Strathspey Natural Flood Defences Visited

Click on the image above to view it in an enlarged version

 

Click on the image below to watch Peter Peacock's video address

 

 

View it in Flash file format >>>

Peter Peacock MSP talking at Ruthven Barracks, Strathspey - overlooking the RSPB Insh Marshes reserve ( video clip, 20 secs.)

   Download the video clip to view offline ( 1.3 Mb, .wmv)

 

Strathspey’s natural flood defences, Insh Marshes, were visited by Peter Peacock MSP.

A keen bird watcher and part of the Scottish Parliament’s inquiry committee into flooding problems in Scotland, Peter Peacock was keen to visit Insh Marshes, Scotland’s most important natural flood defence system.

Peter Peacock said, "I have travelled past Insh marshes hundreds upon hundreds of times over the past 30 years and its scale and shifting water levels have always been a fascination. Insh marsh plays a vital and natural role in defending the whole Spey valley from floods.

"Although many communities do face floods along the Spey, without the effect of the Insh marsh the flooding would be greater and much more frequent.

"The marsh and the flood plain are able to absorb and hold back waters that otherwise would raise the river level even higher at times of heavy rain."

The Scottish Parliament flooding inquiry is looking at the benefits of natural flood management, of which Insh marsh is the premier example.

Last week the Parliament committee visited sites in Perthshire designed to help manage today’s floods to see efforts to re-create natural flood lands that were drained many years ago.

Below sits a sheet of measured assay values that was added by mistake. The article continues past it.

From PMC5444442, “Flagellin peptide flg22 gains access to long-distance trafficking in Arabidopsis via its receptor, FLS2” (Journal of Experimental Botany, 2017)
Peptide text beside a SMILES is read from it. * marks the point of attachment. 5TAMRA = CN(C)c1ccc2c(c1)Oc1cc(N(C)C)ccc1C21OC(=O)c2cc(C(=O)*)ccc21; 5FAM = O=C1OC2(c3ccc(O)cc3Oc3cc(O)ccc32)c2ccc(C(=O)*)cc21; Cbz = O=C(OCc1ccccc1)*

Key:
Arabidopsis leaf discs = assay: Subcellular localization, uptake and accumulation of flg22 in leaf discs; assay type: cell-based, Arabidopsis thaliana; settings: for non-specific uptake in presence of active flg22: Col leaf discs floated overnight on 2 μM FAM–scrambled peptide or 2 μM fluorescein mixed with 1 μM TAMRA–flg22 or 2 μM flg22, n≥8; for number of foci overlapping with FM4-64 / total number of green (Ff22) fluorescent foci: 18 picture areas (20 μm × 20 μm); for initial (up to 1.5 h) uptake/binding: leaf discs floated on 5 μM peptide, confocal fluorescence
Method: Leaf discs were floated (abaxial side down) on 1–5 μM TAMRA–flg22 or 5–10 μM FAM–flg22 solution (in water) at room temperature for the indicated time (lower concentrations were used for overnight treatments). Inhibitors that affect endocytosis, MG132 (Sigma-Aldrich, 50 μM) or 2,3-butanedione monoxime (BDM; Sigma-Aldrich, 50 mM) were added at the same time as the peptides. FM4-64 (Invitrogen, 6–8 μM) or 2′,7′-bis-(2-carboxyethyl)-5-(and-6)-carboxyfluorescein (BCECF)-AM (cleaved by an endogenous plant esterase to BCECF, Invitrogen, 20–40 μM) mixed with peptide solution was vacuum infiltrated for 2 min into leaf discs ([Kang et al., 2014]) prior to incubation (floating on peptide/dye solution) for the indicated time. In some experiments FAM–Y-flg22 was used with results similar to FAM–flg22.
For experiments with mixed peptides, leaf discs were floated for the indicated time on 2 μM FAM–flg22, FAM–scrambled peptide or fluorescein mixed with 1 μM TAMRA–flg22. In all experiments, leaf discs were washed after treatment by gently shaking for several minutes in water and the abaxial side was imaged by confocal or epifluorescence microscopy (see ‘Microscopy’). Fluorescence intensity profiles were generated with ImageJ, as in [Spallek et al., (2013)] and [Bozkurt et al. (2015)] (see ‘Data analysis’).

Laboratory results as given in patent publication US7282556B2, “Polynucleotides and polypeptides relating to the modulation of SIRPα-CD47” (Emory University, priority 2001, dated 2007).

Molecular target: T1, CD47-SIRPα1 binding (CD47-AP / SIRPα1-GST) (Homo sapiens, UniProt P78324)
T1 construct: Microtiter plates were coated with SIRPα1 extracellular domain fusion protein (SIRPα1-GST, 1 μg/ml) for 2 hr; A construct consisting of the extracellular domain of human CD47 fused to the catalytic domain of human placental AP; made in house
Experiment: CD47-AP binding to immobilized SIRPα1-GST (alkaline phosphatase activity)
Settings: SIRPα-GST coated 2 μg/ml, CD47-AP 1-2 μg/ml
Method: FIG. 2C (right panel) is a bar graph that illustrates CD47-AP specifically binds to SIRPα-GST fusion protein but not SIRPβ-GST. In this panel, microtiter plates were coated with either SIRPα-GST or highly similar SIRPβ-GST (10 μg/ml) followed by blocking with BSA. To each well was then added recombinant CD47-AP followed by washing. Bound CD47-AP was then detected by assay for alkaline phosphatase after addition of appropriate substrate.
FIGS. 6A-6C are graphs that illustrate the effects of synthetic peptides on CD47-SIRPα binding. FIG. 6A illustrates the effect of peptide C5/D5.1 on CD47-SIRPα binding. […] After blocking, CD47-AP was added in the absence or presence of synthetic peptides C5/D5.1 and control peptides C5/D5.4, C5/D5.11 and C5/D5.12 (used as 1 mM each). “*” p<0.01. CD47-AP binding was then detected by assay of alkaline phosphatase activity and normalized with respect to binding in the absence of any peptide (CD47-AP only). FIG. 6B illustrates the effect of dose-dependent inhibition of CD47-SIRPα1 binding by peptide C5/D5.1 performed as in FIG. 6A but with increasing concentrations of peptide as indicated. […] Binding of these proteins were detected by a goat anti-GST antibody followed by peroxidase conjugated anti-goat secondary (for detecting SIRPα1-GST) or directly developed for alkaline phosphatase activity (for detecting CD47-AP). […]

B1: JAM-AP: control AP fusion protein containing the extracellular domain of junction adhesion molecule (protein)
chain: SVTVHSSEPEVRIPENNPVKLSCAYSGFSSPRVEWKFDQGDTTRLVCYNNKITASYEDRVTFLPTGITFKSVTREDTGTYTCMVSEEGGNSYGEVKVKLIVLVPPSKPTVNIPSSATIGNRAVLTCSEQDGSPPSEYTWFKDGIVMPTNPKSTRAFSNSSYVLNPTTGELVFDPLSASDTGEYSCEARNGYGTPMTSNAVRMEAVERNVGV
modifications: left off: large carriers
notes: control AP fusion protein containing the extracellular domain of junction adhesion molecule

Peter Peacock added: "Because of climate change rainfall patterns appear to be changing, with much more localised and is intense storms bringing new and frightening challenges.

"The engineering solution needed at coastal communities to defend them are hugely expensive and not always wholly effective.

"That is why many people are more and more interested in developing more natural solutions upstream of communities.

"Insh marsh is one of the best examples of this in Scotland and while it can have its own localised and damaging effect on communities, the damage downstream if this marsh did not exist would be unimaginable."

Mr Peacock was accompanied on his visit by RSPB warden Peter Moore and Andrea Johnstonove, who is the RSPB’s Freshwater Policy Officer. Insh marsh is largely owned by the RSPB is a well known and important breeding and wintering site for birds.

Peter Peacock added, "The further benefit of taking a more natural approach to helping manage flooding is that it can create or retain important habitat for wildlife.

"Insh marsh is again a good example of that.

"For me this visit combines two interests, as part of the Parliament’s flood inquiry committee and as a very amateur birdwatcher.

"I was absolutely delighted to see a Kingfisher at the visit."

 

5 December 2007

Back to previous page

top